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LCFMA16 Womenswear Catwalk Show recap

LCFMAWWLaurenLake20160218_0034 copy
LCFMAWWLaurenLake20160218_0034 copy
Written by
Josh De Souza Crook
Published date
19 February 2016

Ten LCF MA Fashion Design Technology Womenswear graduates drew inspiration from far and wide for this year’s LCFMA16 Womenswear Catwalk show including Romany Gypsies, silence, surgery, the idea of rebirth and massacre. The event took over centuries old Royal College of Surgeons in central London, and featured make-up by Lou Teasdale of Bleach London, Claire Mulleady of MAC pro makeup team, nails by Liza Smith at CND and styling by Anders Sølvsten Thomsen. Live music was provided by Haelos.

The featured designers were Pelin Isildak, Lauren Lake, Sui Yiru, Alexandru Tunsu, Zhixan Wang, Ning Xu, Yawen Qian, Kirim Yun, Desiree Slabik and Ysabel Lee.

The designers presented their collections to a leading audience of press and industry that included Machine-A founder Stravos Karelis, ASOS’s Head of Fashion Zeba Lowe, Rinse FM broadcaster Yinka, fashion journalist Hilary Alexander OBE, WWD’s Lorelei Marfil and Head of College Professor Frances Corner.

LCF News spoke to Serge Kerbel, fashion director and fashion photographer, who attended last nights show to find out what his highlights were, and what he thought about the calibre of work at this year’s show.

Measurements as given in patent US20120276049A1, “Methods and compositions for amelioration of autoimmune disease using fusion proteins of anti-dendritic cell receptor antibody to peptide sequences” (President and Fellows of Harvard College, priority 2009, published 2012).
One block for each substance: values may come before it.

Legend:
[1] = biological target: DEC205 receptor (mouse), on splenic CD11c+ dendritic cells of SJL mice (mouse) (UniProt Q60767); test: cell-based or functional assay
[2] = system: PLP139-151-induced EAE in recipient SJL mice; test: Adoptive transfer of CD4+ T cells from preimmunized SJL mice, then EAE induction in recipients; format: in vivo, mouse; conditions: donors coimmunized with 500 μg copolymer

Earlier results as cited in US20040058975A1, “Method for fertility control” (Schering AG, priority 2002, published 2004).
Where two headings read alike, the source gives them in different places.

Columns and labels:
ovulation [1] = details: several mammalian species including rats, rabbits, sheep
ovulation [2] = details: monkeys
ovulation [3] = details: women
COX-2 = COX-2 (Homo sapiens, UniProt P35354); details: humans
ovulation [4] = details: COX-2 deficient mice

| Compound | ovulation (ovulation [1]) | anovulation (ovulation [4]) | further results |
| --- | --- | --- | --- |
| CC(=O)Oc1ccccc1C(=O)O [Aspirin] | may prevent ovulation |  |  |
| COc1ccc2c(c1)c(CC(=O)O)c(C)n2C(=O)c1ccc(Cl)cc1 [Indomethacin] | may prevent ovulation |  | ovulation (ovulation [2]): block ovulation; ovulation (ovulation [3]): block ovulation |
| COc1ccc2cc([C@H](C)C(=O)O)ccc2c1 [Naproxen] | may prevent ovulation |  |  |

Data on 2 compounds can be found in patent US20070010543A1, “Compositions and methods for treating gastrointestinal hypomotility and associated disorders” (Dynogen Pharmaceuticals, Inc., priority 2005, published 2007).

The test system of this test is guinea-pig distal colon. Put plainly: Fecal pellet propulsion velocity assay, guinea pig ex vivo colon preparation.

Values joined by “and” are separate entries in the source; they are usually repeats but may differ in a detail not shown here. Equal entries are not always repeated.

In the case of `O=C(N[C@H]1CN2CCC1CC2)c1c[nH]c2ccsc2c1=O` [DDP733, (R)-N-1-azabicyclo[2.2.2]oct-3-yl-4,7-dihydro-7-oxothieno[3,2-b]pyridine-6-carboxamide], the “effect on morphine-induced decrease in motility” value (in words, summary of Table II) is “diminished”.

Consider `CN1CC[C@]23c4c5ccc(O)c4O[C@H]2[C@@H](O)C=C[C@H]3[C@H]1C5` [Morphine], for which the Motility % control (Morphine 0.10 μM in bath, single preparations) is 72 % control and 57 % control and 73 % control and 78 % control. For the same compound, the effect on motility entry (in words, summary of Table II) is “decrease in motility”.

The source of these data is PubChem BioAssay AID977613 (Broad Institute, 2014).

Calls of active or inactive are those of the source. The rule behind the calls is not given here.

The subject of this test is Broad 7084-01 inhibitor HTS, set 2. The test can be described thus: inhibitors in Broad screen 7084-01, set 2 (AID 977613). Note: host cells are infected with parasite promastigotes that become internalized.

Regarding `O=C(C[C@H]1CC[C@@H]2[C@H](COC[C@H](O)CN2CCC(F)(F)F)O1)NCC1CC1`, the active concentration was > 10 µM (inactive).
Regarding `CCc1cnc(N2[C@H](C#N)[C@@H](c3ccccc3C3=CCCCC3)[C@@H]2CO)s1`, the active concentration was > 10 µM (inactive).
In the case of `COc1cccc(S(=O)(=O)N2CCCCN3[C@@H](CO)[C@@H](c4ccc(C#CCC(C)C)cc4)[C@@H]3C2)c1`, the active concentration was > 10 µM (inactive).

I had a chance to see this year’s collection first, up-close and personal backstage, and later on during the show and I was blown away by the designers’ artistic visions, quality of craftsmanship and attention to details. I was also pleased to see how graduates were able to achieve a perfect balance between creativity, trends and wearability. I loved Desiree Slabik’s play with volumes, Lauren Lake’s clash of colours, materials and textures, Ning Xu’s fresh take on activewear and Yawen’s edgy modernistic cuts. Looks like the future of fashion is in great hands!

Ashanti of Adorn Girl was in attendance last night, LCF News also caught up with her.

London College of Fashion womenswear graduates continue to be on the cutting edge of design, There was obviously an excellent execution throughout the entire showcase, which married creativity but viable commercial pieces. First initial collection that I loved was Lauren Lake. Lots of colour, texture and layering reminds me of an uber chic bag lady which  always does it for me. Also a shout out to the wonderfully weird  ‘dental’ brace face jewellery.

Turkish designer Pelin Isildak began her collection by analysing uniforms between 1600-1900s and why society has used them throughout history. She explored the purpose , the hierarchy attached to them by states and authorities, and what wearing them meant.  She also looked at the common people, what they wore, and their dress code or uniform said about them. She wanted to mix noble uniforms from the past with those of common people to create a single moment in dress.